Please welcome guest blogger, Samantha Grace, to Fighting Fatigue. Samantha is the author of the blogs The Body ChronicandThe Only Baggage You Can Bring. Please read more about Samantha and her blogs at the end of this post.
I have a love-hate relationship with the medical profession. Maybe thats why I decided to become an attorney. Theres only two ways to be a stereotypical overachiever, right? Attorney or doctor? Knowing my disdain for doctors I think I chose the easy way out.
From the age of eight I remember starting to dread going to the doctor. My visits went from being praised for being healthy to being lectured about being overweight and then obese. When I asked (quite boldly for a child, I might add) if there was something that was causing this because I did everything my friends did and was still so much bigger than them, I was told it was in my head. I was given lecture-after-lecture, story-after-story and line-after-line about how I had to get the weight off and be more active and eat better. No one obviously listened when I said that I was the most active person I knew and ate just fine.
A young fat kid is one thing. A young fat female kid is another. Doctors would warn me about things beyond comprehension. The one warning I remembered was that a doctor told me that Id have to have some sort of needle placed in my heart if I got too fat. That helpedbeing a ten year old girlto do nothing but piss me off. I was told that I needed to eat less. When I told them what I ate I was told to cut out the fat. When I cut out the fat I was told to eat less. When I ate less I told them Id get faint. They told me it was all in my head. It was basically an abusive relationship.
When I was diagnosed with Poly Cystic Ovarian Syndrome (PCOS) and later insulin resistance I felt like taking my blood work and charts to Kinkos, having them enlarged and made glossy and standing outside of the many offices of the many doctors who told me it was all in my head.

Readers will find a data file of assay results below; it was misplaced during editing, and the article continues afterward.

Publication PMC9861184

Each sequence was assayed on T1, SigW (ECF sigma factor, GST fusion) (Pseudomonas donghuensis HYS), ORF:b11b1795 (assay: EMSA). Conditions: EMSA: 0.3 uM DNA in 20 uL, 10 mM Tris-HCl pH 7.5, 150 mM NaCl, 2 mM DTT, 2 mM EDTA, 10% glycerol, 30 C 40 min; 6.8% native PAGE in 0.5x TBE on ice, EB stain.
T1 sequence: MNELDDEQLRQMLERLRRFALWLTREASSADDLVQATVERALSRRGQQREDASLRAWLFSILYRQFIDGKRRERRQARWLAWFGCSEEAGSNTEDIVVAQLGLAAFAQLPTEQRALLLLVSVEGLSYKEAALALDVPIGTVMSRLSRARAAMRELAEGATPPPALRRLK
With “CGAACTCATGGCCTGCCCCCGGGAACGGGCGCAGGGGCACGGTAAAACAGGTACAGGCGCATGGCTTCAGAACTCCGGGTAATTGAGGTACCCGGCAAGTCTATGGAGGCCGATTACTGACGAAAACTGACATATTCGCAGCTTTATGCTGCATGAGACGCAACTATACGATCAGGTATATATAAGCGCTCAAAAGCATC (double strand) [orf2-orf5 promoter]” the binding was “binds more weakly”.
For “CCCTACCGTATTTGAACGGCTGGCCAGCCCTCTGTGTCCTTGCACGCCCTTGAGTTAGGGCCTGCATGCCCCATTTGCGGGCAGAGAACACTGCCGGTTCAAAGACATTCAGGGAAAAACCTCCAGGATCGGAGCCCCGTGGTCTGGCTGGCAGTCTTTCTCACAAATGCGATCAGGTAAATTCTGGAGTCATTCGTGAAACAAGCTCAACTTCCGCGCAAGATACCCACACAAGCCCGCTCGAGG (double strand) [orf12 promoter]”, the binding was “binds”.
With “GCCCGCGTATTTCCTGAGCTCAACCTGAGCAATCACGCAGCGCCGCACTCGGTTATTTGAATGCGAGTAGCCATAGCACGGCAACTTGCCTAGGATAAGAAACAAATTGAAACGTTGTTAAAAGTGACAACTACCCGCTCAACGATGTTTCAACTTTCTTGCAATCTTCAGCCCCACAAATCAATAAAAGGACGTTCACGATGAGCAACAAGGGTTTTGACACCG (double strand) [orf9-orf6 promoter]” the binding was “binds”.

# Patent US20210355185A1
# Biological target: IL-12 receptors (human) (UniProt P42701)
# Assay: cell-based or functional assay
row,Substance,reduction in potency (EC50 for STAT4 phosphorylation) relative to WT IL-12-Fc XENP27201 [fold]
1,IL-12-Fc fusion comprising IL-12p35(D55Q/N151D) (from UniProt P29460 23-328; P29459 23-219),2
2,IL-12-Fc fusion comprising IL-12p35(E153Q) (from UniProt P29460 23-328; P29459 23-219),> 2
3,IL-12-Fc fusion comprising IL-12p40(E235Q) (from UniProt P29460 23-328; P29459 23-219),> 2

So youd think going through all of this that I would have learned to press the medical profession a little harder before settling for the status quo. Its hard when youre a fat female.
When I started having urinary tract infections chronically (or at least thats what I was told they were because I had a high white blood cell count) I was told that I needed to loose weight. When they got that out of their systems they treated me over and over (and over and over) with antibiotics. This caused a cycle of yeast infections and UTIs for a couple of years.
Eventually I broke the cycle unknowingly by trying to treat my insulin resistance and PCOS with a low carb diet. For awhile the yeast went away, then the UTIs did and I was finally normal.
On the night I got engaged, in a hotel room in Chicago, I should have had other things on my mind other than doctors. But I was in excruciating pain. No UTI ever felt like this. No yeast infection ever felt like this. No pain, no itch, no urge, no burn, no cramp ever felt like this.
Over the next year I went to gynecologists, family practitioners and urologists. I was treated for yeast infections and UTIs several times before I got diagnosed with interstitial cystitis. When I didnt look confused at the name, I told the doctors (as I had mentioned many times before but they didnt seem to hear me then) that my mother had this and I knew what it was.
So for a year I was treated with Elavil and Atarax and Elmiron and a hydrodistention. When I reported that the Elmiron didnt seem to be doing anything and my insurance didnt cover it, no one listened. So I stopped taking it. When the Elavil and Atarax didnt help anymore the doctor upped the dose. When the temporary therapeutic effects of the hydrodistention wore off I was asked if I wanted another one. When I complained about gaining nearly 40 pounds on (what I finally deduced to be) the Elavil, I was told there was nothing that could be done.
Off I was again with no real diagnosis and no real treatment plan.